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Reading this Wikipedia page while learning about polynomials over finite fields, I came upon the following lemma:

For $i ≥ 1$ the polynomial $x^{q^i}-x \in \mathbf{F}_q[x]$ is the product of all monic irreducible polynomials in $\mathbf{F}_q[x]$ whose degree divides $i$.

What is this lemma properly called, and how is it proved?

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Hints:

Denoting by $\;k:=\overline{\Bbb F_q}\;$ an algebraic closure of $\;\Bbb F_q\;$ , prove that for any $\;n\in\Bbb N\;$ we have that

$$\Bbb F_{q^n}=\left\{\;\alpha\in k\;:\;\;\alpha^{q^n}-\alpha=0\;\right\}$$

and now use/prove that $\;\Bbb F_{q^m}\le\Bbb F_{q^n}\;$ (the left field is a subfield of the right field) iff $\;m\le n\;,\;\;m,n\in\Bbb N$

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  • $\begingroup$ I'm so sorry, but I cannot understand your answer. When would $α^{q^n}$ equal $α$? $\endgroup$
    – Mints97
    Feb 2 '15 at 14:03
  • $\begingroup$ @Mints97 Precisely when $\;\alpha\in\Bbb F_{q^n}\;$ . What part you didn't understand? First, you have to prove that the given set is a field wrt the operations modulo $\;q\;$, and then you must prove it has precisely $\;q^n\;$ elements. For this you could use things you know about roots of polynomials over a field. The second part is a more or less straightforward application of the multiplicativity degree of a tower of fields, together with the first part perhaps, or in some other way. $\endgroup$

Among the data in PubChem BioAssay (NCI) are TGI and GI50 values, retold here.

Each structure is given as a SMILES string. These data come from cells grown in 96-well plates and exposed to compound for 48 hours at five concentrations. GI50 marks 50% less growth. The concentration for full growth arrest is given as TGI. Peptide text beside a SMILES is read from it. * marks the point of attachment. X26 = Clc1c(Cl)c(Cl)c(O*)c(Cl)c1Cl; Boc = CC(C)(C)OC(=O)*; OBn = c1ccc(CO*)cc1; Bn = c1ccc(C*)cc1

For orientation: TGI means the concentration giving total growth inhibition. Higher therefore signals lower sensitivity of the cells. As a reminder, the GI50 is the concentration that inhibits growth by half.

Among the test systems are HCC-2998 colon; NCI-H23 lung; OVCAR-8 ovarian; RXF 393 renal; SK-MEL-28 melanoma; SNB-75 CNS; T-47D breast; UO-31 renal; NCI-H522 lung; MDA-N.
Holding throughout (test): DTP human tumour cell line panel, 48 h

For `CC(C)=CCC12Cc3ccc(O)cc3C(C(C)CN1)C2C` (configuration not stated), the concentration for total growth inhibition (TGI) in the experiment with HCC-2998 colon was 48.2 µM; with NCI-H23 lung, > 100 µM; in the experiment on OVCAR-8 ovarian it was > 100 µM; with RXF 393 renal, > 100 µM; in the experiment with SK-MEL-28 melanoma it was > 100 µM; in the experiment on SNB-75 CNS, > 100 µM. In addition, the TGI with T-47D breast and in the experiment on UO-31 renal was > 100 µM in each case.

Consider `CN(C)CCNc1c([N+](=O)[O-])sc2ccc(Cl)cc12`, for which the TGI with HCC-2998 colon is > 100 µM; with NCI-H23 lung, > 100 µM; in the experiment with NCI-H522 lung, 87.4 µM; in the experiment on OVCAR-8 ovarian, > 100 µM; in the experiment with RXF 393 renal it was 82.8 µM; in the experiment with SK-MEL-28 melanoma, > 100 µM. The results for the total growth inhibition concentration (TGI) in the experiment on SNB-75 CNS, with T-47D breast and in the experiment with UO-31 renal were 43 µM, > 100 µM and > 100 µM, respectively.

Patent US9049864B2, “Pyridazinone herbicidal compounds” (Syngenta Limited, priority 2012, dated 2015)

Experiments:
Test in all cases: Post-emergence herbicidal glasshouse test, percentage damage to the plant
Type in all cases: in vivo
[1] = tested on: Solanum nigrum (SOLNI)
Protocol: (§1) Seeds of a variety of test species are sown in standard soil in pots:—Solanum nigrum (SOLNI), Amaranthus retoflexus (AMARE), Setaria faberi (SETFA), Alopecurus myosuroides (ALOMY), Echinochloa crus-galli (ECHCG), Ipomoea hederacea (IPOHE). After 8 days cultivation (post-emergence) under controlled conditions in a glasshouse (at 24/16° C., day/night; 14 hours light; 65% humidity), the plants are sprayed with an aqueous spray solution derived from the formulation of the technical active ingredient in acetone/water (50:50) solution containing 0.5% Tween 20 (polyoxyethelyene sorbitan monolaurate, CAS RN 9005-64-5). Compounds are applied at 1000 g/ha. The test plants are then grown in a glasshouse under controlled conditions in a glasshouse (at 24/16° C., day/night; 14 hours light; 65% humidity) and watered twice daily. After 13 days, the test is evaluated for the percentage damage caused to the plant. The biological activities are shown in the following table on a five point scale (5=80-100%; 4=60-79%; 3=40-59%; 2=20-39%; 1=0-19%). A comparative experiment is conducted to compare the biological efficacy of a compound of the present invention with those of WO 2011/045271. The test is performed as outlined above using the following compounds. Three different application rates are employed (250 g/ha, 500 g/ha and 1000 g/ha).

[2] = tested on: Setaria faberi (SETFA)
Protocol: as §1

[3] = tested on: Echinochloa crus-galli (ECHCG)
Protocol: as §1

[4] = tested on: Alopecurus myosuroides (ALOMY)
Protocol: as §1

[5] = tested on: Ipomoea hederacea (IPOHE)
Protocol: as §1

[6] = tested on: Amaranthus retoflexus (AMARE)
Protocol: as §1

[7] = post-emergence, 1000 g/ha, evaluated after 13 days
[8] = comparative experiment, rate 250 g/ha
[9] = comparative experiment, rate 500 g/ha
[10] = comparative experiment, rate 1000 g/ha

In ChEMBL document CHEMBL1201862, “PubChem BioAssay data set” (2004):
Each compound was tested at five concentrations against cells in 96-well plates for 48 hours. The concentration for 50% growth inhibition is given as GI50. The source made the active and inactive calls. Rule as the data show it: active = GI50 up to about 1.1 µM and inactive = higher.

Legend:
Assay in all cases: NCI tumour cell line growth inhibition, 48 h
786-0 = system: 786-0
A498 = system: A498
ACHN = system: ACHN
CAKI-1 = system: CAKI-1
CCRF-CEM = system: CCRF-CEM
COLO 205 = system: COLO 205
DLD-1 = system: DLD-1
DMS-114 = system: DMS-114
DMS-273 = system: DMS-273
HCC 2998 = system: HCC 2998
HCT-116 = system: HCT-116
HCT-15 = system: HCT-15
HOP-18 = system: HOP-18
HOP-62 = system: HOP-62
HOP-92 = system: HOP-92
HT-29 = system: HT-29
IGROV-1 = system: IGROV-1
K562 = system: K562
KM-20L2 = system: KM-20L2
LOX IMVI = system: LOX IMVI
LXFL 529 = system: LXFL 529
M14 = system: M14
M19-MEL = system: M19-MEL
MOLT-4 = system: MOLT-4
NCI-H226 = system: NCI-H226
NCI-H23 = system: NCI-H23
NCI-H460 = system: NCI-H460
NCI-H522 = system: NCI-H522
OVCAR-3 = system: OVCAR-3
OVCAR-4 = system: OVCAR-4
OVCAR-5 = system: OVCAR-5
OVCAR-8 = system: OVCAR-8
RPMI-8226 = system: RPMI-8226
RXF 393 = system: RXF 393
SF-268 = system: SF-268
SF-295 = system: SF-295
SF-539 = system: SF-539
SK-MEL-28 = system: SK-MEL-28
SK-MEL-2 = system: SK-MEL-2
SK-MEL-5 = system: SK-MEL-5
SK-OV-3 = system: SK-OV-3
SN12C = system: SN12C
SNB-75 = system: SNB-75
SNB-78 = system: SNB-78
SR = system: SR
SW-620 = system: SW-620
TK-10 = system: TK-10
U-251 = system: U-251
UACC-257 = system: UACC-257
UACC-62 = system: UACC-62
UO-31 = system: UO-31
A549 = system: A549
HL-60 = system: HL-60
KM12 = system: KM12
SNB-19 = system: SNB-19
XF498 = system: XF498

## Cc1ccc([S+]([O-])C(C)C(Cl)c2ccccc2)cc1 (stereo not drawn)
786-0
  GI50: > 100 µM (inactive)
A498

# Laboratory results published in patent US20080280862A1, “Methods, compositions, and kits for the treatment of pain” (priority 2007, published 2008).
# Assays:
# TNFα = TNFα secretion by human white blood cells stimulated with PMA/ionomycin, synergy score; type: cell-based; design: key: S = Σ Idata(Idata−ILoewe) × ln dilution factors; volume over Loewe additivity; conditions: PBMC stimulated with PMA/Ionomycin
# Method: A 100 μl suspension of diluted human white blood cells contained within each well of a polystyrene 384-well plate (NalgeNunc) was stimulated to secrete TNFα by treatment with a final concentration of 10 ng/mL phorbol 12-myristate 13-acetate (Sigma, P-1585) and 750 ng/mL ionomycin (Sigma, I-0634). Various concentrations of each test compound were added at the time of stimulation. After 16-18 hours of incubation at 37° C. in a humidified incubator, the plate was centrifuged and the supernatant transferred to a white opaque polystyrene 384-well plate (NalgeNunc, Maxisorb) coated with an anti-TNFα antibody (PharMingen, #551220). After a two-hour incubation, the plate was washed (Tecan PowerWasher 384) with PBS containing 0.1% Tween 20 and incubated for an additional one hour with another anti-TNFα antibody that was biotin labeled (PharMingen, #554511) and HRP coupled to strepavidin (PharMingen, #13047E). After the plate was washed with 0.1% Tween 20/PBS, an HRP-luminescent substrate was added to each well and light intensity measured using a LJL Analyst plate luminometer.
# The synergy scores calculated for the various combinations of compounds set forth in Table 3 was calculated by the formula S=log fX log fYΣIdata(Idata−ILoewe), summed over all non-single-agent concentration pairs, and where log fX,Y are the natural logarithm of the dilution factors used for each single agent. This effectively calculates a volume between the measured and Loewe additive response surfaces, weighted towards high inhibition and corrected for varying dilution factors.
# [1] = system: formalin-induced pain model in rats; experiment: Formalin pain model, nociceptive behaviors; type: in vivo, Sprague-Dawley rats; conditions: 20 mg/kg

– Timbuc
    Feb 2 '15 at 14:24
  • $\begingroup$ I'm... sorry... I probably shouldn't have asked this question yet... I just don't know enough yet to understand your answer. I haven't learned about multiplicativity degrees or about towers of fields... But I guess I could try to understand it again when I get comfortable with all these concepts. $\endgroup$
    – Mints97
    Feb 2 '15 at 15:04
  • $\begingroup$ This is wrong. You should replace$m \leq n$ by $m \mid n$. $\endgroup$
    – Watson
    Feb 23 at 12:26
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See: Irreducible Polynomials over a Finite Field (search "splits" there)

With q prime, let $g(x)=x(x^{{q^i-1}}−1)$ , why every element of $F_{q^i}$ is a root of g(x) ?
My hint:
a) 0 is easy
b) $F_{q^i}-\{0\}$ is a cyclic multiplicative group of order ${q^i-1}$ so its elements satisfy $x^{{q^i-1}}−1=0$
c) g(x) has now every root it can afford !

The rest of the proof uses Galois theory (that's why "degree divides i" in your post and why the algorithm in the wiki you gave is fast enough).
I would like to say thanks to you : your post and the algorithm motivate me to learn more about Galois theory.

The proof is found in: https://www.jmilne.org/math/CourseNotes/FT.pdf
You should save that file and use Foxit to read it, then search for "Each monic irreducible polynomial f of degree" in the PDF.
PS: on SEP1993 (Fermat's Year), in the mad rush to Fermat's Last, after studying math for ca 70 days, I directly read the chapter "Galois theory" in Serge Lang book ("Algebra") using TOP-DOWN method : I went back to previous chapters if necessary. The method worked thanks to this legendary book which I borrowed from a layman-library!! Now a SEARCHable e-version can be had for < 20 USD, I think.
Hint for graduates: free PDFs : https://www.jmilne.org/math/CourseNotes/

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